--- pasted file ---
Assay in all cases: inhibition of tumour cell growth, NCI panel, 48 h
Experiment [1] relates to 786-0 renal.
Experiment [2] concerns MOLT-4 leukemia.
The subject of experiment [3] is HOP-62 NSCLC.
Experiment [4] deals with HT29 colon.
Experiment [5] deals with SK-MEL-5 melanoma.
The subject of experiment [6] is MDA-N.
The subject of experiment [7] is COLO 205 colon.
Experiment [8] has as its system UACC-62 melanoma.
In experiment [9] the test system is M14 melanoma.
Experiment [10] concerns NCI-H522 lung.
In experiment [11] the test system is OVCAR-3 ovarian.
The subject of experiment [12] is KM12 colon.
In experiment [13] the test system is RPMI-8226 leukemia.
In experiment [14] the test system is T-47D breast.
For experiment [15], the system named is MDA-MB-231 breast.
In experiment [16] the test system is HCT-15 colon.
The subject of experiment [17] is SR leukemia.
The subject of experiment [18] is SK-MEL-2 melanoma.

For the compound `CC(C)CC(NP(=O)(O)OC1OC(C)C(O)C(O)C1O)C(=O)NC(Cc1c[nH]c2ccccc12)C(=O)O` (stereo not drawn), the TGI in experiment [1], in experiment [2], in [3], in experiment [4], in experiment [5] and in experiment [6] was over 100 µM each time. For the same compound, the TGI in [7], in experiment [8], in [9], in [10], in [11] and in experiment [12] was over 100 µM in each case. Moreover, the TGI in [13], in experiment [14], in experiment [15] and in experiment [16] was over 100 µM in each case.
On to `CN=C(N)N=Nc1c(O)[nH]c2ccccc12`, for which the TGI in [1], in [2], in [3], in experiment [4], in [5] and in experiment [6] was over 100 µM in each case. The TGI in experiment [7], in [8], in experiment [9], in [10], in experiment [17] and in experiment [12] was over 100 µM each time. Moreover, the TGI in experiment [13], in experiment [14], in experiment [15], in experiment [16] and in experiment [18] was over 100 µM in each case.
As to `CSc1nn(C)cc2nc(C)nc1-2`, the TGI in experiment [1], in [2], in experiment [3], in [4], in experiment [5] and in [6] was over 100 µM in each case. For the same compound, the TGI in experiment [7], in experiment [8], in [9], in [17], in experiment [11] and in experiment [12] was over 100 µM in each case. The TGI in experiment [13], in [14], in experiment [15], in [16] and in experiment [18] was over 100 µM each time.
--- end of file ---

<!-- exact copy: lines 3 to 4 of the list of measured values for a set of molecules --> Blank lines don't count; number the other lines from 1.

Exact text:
Experiment [2] concerns MOLT-4 leukemia.
The subject of experiment [3] is HOP-62 NSCLC.